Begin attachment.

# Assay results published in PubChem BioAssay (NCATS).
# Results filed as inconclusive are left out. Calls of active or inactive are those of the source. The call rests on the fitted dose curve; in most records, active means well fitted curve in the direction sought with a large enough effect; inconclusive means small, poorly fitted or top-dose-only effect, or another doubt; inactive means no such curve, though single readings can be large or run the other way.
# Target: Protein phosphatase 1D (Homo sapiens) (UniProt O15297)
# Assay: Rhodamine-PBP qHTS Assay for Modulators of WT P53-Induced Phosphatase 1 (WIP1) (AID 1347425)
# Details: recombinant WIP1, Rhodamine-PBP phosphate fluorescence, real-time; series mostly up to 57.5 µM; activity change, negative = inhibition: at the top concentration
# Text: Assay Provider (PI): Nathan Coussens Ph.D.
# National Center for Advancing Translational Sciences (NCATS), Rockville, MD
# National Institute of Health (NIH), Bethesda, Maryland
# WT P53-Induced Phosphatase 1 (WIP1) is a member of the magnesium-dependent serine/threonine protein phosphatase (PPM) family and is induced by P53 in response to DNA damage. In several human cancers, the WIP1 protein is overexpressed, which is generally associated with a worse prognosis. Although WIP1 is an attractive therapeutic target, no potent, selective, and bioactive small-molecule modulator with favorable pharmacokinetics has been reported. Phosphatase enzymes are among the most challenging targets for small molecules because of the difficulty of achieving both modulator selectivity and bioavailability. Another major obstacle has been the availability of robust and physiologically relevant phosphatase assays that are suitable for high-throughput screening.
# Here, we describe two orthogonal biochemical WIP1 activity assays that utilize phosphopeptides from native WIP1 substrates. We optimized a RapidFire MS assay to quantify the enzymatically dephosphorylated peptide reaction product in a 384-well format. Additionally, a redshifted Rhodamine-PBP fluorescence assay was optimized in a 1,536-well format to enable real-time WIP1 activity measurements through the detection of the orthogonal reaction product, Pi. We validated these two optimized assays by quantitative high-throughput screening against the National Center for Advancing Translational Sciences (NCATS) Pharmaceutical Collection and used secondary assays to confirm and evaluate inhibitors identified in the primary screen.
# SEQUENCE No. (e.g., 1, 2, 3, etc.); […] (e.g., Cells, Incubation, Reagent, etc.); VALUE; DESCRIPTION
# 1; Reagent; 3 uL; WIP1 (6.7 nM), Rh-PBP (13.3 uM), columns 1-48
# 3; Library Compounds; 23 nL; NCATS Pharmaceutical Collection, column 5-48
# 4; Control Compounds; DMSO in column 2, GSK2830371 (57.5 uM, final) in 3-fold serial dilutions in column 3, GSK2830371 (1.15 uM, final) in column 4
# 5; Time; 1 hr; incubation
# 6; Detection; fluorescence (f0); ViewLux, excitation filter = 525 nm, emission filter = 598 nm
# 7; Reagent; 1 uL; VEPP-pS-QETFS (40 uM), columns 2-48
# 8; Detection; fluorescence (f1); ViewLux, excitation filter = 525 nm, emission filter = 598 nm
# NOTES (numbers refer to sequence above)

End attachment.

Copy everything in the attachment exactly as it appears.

# Assay results published in PubChem BioAssay (NCATS).
# Results filed as inconclusive are left out. Calls of active or inactive are those of the source. The call rests on the fitted dose curve; in most records, active means well fitted curve in the direction sought with a large enough effect; inconclusive means small, poorly fitted or top-dose-only effect, or another doubt; inactive means no such curve, though single readings can be large or run the other way.
# Target: Protein phosphatase 1D (Homo sapiens) (UniProt O15297)
# Assay: Rhodamine-PBP qHTS Assay for Modulators of WT P53-Induced Phosphatase 1 (WIP1) (AID 1347425)
# Details: recombinant WIP1, Rhodamine-PBP phosphate fluorescence, real-time; series mostly up to 57.5 µM; activity change, negative = inhibition: at the top concentration
# Text: Assay Provider (PI): Nathan Coussens Ph.D.
# National Center for Advancing Translational Sciences (NCATS), Rockville, MD
# National Institute of Health (NIH), Bethesda, Maryland
# WT P53-Induced Phosphatase 1 (WIP1) is a member of the magnesium-dependent serine/threonine protein phosphatase (PPM) family and is induced by P53 in response to DNA damage. In several human cancers, the WIP1 protein is overexpressed, which is generally associated with a worse prognosis. Although WIP1 is an attractive therapeutic target, no potent, selective, and bioactive small-molecule modulator with favorable pharmacokinetics has been reported. Phosphatase enzymes are among the most challenging targets for small molecules because of the difficulty of achieving both modulator selectivity and bioavailability. Another major obstacle has been the availability of robust and physiologically relevant phosphatase assays that are suitable for high-throughput screening.
# Here, we describe two orthogonal biochemical WIP1 activity assays that utilize phosphopeptides from native WIP1 substrates. We optimized a RapidFire MS assay to quantify the enzymatically dephosphorylated peptide reaction product in a 384-well format. Additionally, a redshifted Rhodamine-PBP fluorescence assay was optimized in a 1,536-well format to enable real-time WIP1 activity measurements through the detection of the orthogonal reaction product, Pi. We validated these two optimized assays by quantitative high-throughput screening against the National Center for Advancing Translational Sciences (NCATS) Pharmaceutical Collection and used secondary assays to confirm and evaluate inhibitors identified in the primary screen.
# SEQUENCE No. (e.g., 1, 2, 3, etc.); […] (e.g., Cells, Incubation, Reagent, etc.); VALUE; DESCRIPTION
# 1; Reagent; 3 uL; WIP1 (6.7 nM), Rh-PBP (13.3 uM), columns 1-48
# 3; Library Compounds; 23 nL; NCATS Pharmaceutical Collection, column 5-48
# 4; Control Compounds; DMSO in column 2, GSK2830371 (57.5 uM, final) in 3-fold serial dilutions in column 3, GSK2830371 (1.15 uM, final) in column 4
# 5; Time; 1 hr; incubation
# 6; Detection; fluorescence (f0); ViewLux, excitation filter = 525 nm, emission filter = 598 nm
# 7; Reagent; 1 uL; VEPP-pS-QETFS (40 uM), columns 2-48
# 8; Detection; fluorescence (f1); ViewLux, excitation filter = 525 nm, emission filter = 598 nm
# NOTES (numbers refer to sequence above)